Jersey could learn from French electoral system, says Deputy

A woman waves the French flag as she reacts to projected results after the second round of the legislative elections (AP Photo/Jeremias Gonzalez). (38544633)

JERSEY could learn “a lot” from the French voting system, the president of the Island’s section of the Assemblée Parlementaire de la Francophone has said as he reacts to shock election results which saw the country’s left-wing coalition unexpectedly come out on top.

Deputy Montfort Tadier released his statement in response to the surprise surge in seats for the New Popular Front, after Sunday’s second round of French elections.

Emmanuel Macron’s centrists gained the second most seats while Marine Le Pen’s far-right contingent, the National Rally, came in third despite first-round elections predicting an absolute majority. Now the country is facing a hung parliament, with none of the three blocs able to form an outright majority.

Deputy Tadier, president of the Assemblée Parlementaire de la Francophone’s Jersey section, highlighted that Islanders had “lived every moment of the UK elections” but had paid less attention to France and their unique two-round voting system which he argued could produce parliaments that better represented the public vote.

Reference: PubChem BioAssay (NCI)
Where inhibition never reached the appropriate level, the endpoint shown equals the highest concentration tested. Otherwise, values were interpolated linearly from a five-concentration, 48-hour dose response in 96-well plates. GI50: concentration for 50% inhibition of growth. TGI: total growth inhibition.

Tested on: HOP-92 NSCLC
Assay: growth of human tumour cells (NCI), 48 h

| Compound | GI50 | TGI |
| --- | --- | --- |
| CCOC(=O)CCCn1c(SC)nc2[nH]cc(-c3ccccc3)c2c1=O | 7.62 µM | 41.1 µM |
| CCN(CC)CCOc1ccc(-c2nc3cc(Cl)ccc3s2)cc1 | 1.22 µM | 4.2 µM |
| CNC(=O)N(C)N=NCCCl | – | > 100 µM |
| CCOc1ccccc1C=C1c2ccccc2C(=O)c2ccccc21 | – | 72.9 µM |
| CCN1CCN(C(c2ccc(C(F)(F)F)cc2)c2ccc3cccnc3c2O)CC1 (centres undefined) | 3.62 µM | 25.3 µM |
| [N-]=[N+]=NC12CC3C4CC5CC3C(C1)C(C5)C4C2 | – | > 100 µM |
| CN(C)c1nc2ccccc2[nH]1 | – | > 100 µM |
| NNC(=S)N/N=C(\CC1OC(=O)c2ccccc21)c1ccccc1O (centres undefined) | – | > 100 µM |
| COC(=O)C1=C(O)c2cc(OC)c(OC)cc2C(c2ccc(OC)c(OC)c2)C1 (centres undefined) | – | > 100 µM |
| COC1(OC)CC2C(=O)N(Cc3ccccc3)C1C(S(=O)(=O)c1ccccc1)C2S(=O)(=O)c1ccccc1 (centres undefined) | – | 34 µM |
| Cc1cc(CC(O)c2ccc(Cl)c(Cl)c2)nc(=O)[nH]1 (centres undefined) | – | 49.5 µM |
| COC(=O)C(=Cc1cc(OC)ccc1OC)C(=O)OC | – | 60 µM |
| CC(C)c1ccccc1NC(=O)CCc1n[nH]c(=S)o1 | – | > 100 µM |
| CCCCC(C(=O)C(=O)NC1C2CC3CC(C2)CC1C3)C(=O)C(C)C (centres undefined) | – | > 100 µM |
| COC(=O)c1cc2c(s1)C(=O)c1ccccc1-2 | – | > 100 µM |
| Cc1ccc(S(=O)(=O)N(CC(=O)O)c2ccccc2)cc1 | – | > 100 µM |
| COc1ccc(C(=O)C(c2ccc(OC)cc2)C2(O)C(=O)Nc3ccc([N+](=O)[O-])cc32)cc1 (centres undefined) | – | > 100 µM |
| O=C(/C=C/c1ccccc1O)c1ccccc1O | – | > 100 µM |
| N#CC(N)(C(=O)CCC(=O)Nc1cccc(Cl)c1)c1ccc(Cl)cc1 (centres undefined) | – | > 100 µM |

The UK and Jersey use first-past-the-post methods where the candidate with the most votes wins.

Deputy Tadier said: “This is why electoral systems matter. The proponents of [first-past-the-post] say it delivers strong governments, but it does not allow for political nuance, and can lead to large majorities on a minority of the vote.”

He explained that in the first round, the National Rally won a majority of the 577 seats, meaning if there was no second round, the far-right would be in power and with a “good working majority”.

“However, such a result would have meant them governing without majoritarian popular support,” he said. “This would be unthinkable to the French, or indeed, most Europeans. Why do the British tolerate it?

“What it shows is that the RN, far from being the most popular party, only have enough support from 143 of the 577 voting constituencies, behind two other parties with larger minority support. It would be a ludicrous system that lets one party govern, when they do not have the popular majority mandate.

“The UK, and dare I say, Jersey and Guernsey, have a lot they can learn from the French model.”

Deputy Tadier has previously called for Jersey to bring in an alternative voting system, similar to the French model, but his proposition narrowly failed to pass the States Assembly in 2016.

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